The Transportation Security Administration updated its policy on cannabis over the Memorial Day weekend, making changes to the medical marijuana section of its “What Can I Bring?” webpage from reading “no” to “yes” (with “special instructions”).
Specifically, the agency is clarifying that hemp-derived CBD products may now be carried on planes under certain circumstances.
Previously, the TSA made no distinction between marijuana and hemp-derived preparations and warned on its website that cannabis products cannot be taken as carry-on items or in checked bags. But since the 2018 Farm Bill federally legalized hemp and its derivatives, that’s no longer the case.
Now the agency’s webpage specifies that possession of “certain” cannabis products are illegal under federal law, and TSA agents are required to report suspected violations such as possession of “certain” products to law enforcement.
Here’s the new policy as it appears on TSA’s website:
“Products/medications that contain hemp-derived CBD or are approved by the FDA are legal as long as it is produced within the regulations defined by the law under the Agriculture Improvement Act 2018,” a new section states.
Here’s what the TSA policy looked like prior to the update:
It’s not clear how the agency plans to enforce the new policy, unless it intends to train agents to test CBD preparations for the presence of THC and maintain a database of products that are approved by the Food and Drug Administration.
A TSA spokesperson told Marijuana Moment in an e-mail that the policy change was spurred by the FDA’s approval of a cannabis-derived anti-seizure medication, Epidiolex.
“TSA was made aware of an FDA-approved drug that contains CBD oil for children who experience seizures from pediatric epilepsy,” the spokesperson wrote. “To avoid confusion as to whether families can travel with this drug, TSA immediately updated TSA.gov once we became aware of the issue.”
But the FDA approved the CBD prescription drug nearly a year ago, calling into question the notion that the TSA acted “immediately.”
And the representative was not immediately able to comment on the part of the TSA website update that now references the broader legalization of hemp-derived CBD under the Farm Bill, which was enacted in December.
The rest of the TSA page on cannabis mostly retains language from the earlier version. The agency’s efforts are “focused on security and are designed to detect potential threats to aviation and passengers,” it says, so it doesn’t use resources to seek out illicit drugs.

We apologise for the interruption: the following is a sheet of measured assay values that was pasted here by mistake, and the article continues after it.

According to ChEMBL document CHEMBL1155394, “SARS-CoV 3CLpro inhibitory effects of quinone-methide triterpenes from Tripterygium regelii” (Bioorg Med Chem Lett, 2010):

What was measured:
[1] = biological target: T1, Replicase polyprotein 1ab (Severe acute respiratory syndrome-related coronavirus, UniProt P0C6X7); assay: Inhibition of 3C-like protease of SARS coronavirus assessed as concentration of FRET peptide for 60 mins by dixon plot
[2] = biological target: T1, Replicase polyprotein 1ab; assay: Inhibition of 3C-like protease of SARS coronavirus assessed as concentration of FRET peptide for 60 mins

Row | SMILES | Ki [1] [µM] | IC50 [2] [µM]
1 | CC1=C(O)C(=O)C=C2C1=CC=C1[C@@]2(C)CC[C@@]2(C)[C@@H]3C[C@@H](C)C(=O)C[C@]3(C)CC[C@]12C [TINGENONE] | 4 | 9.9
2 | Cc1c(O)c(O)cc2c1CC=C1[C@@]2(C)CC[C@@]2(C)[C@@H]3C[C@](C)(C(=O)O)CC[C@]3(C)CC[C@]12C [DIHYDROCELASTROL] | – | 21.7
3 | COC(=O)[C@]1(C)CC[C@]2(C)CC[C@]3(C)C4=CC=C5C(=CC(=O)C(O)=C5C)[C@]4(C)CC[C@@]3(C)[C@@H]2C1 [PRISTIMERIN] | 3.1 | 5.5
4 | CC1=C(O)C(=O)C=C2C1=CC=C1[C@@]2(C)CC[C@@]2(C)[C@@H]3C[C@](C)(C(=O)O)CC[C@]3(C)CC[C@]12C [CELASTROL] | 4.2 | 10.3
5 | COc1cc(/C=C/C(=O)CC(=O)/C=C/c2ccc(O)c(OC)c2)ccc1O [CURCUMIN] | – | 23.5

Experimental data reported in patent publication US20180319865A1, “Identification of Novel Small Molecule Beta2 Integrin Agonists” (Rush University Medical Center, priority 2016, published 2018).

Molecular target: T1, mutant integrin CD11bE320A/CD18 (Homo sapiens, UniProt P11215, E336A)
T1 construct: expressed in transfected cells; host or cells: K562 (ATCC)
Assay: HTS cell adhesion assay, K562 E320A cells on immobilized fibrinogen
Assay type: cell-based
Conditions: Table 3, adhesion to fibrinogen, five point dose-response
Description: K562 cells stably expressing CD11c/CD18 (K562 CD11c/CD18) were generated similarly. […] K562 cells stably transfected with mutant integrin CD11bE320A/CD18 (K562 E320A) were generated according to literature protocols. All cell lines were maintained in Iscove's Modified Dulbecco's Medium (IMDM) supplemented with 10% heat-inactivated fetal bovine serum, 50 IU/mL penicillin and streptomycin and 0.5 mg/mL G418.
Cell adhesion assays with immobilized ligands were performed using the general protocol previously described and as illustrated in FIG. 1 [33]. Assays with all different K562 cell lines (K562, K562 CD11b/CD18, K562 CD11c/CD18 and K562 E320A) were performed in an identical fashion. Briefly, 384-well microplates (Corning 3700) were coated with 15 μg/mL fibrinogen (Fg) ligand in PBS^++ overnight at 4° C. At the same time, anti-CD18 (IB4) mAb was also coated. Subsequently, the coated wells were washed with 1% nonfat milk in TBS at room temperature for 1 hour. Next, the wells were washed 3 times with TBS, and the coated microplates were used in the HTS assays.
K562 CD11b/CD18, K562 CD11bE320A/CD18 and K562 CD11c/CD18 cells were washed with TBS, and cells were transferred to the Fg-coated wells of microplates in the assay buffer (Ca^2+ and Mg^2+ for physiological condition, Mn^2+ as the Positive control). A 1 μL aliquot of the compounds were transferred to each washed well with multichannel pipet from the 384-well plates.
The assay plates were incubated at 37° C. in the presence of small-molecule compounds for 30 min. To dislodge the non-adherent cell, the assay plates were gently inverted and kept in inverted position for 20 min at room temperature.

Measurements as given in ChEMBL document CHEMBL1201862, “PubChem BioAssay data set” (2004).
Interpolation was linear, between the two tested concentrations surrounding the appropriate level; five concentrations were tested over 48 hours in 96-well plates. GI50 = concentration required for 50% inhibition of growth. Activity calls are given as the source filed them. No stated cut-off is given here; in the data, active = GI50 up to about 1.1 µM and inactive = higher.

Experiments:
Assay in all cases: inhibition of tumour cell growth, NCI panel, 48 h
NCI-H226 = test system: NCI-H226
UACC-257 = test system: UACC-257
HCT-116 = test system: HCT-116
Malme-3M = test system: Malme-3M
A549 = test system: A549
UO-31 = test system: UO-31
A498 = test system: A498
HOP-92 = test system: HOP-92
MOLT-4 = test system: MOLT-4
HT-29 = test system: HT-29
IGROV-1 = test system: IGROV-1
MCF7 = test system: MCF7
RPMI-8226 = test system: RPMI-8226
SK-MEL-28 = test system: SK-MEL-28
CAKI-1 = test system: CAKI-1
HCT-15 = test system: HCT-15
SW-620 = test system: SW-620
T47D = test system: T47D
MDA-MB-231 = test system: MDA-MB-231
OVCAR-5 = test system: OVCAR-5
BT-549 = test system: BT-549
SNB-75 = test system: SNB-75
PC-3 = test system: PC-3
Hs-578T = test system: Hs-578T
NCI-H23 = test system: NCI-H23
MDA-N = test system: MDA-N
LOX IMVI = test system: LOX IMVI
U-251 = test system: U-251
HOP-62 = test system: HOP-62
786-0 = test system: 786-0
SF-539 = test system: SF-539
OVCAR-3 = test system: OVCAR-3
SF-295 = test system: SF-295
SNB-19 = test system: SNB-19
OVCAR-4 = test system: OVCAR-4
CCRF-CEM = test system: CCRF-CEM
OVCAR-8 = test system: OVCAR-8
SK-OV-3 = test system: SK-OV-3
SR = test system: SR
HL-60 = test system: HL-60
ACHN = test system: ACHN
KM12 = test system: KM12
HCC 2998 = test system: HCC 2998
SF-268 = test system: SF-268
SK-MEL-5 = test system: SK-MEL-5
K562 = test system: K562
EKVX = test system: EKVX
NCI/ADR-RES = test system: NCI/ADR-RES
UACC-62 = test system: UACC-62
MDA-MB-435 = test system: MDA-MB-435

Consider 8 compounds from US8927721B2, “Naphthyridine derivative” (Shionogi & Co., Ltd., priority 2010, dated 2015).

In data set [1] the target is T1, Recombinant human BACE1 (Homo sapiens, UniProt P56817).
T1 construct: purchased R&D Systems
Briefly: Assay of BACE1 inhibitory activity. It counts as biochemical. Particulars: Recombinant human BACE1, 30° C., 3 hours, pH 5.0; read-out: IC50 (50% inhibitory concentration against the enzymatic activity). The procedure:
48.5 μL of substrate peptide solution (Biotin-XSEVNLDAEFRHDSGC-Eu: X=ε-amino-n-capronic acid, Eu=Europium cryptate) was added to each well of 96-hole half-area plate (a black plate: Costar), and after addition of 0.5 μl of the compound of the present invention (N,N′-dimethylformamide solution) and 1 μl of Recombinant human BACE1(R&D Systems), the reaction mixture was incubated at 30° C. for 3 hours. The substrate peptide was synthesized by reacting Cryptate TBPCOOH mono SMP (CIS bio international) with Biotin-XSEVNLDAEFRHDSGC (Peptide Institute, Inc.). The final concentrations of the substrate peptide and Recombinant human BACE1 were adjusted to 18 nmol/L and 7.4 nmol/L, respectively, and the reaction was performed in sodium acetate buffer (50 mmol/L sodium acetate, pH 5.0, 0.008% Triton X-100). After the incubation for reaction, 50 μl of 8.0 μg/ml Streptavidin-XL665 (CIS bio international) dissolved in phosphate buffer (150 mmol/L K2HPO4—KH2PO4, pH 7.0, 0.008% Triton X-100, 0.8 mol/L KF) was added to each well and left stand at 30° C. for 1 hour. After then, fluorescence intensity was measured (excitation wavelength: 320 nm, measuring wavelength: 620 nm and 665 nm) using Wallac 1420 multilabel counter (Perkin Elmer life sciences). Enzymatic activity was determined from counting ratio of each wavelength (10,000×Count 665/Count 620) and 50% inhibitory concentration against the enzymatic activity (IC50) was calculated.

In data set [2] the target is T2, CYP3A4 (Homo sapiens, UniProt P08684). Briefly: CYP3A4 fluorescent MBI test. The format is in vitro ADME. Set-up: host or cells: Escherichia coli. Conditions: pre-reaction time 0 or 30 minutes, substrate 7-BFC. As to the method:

However, “if any illegal substance is discovered during security screening, TSA will refer the matter to a law enforcement officer.”
The TSA has gone back-and-forth on its marijuana policy as more states opt to legalize the plant for medical or adult use. In April 2017, the agency took advocates by surprise after it updated the medical marijuana section of the “What Can I Bring?” page to include a green “yes,” indicating that medical cannabis was permitted in carry-ons or checked bags.
“TSA security officers do not search for marijuana or other drugs,” the page said at the time. “In the event a substance that appears to be marijuana is observed during security screening, TSA will refer the matter to a law enforcement officer.”
But shortly after the page started attracting press attention, TSA temporarily removed the medical cannabis section and tweeted that a “mistake was made in the database.”
We’re sorry for any confusion. A mistake was made in the database of our new “What can I bring?” tool.— AskTSA (@AskTSA) April 5, 2017
The agency later posted an updated version of the page, which specified that marijuana was not in fact allowed on planes.
“Whether or not marijuana is considered legal under local laws is not relevant to TSA screening because TSA is governed by federal law,” TSA wrote. “Federal law provides no basis to treat medical marijuana any differently than non-medical marijuana.”
But with the legalization of industrial hemp and its derivatives, multiple federal agencies are now revisiting their policies to clarify what is and isn’t allowed.
The US Patent and Trademark Office released a memo earlier this month stipulating that certain hemp products may qualify for registered trademarks. The Alcohol and Tobacco Tax and Trade Bureau said in April that CBD cannot currently be added to alcoholic beverages, as the FDA has yet to release updated guidelines on adding hemp-derived products into the food supply.
The US Department of Agriculture has told industry stakeholders that they are allowed to import hemp seeds from other countries, and the agency also said it was accepting intellectual property protection applications.
Both the FDA and the USDA are in the process of developing broader regulatory guidelines for hemp and its derivatives, with the FDA set to hold a public hearing on the issue this Friday.